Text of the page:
Cognitive Telepresence in Human-Robot Interactions

Vahagn Harutyunyan, Vimitha Manohar, Issak Gezehei, Jacob W. Crandall


Remote teleoperation of advanced, semi-autonomous robotic technologies has great potential in many industries critical to the economy and for the environment of the Middle East. Applications in- clude maintenance of under-water oil wells, maintenance of nuclear power plants, counter-terrorism and national defense, law enforcement, remote sensing, and health care. In each of these applica- tions, a user, likely without technology expertise, must operate a complex robot in uncertain and unknown environments. The nature of the tasks and environments encountered by the robot in these applications make it highly likely that the robot’s limited autonomy will fail or be insufficient to complete the desired task. In this paper, we argue that, in such scenarios, cognitive telepresence, defined as the ability of the user to comprehend and control the robot’s cognition, is an important design principle for human-robot systems. We compare and contrast cognitive telepresence to exist- ing design principles commonly discussed in the literature, and define various metrics of cognitive telepresence. Finally, via two illustrative examples and a user study, we demonstrate the usefulness of cognitive telepresence as an important design principle of human-robot systems consisting of a user with limited technology expertise and a robot with limited and error-prone artificial intelligence.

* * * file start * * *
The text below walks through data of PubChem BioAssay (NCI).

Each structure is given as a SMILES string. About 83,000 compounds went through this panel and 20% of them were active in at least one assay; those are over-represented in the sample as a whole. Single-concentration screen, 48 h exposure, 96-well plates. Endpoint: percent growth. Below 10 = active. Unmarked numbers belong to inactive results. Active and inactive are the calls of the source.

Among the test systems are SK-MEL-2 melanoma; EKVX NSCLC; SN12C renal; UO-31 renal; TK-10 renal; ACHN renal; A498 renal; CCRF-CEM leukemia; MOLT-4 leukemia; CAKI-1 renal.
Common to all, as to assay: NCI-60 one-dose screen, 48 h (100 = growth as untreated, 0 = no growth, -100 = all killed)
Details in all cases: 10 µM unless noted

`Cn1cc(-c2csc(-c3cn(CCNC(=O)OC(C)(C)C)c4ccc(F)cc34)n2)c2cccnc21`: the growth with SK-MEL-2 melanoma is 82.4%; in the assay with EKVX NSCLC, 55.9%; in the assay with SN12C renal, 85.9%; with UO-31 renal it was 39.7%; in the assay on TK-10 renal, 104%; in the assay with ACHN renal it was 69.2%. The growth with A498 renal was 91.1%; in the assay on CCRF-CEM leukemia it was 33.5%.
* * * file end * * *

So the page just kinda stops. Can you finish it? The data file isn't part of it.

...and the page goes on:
Assistive Robotics, HRI system design

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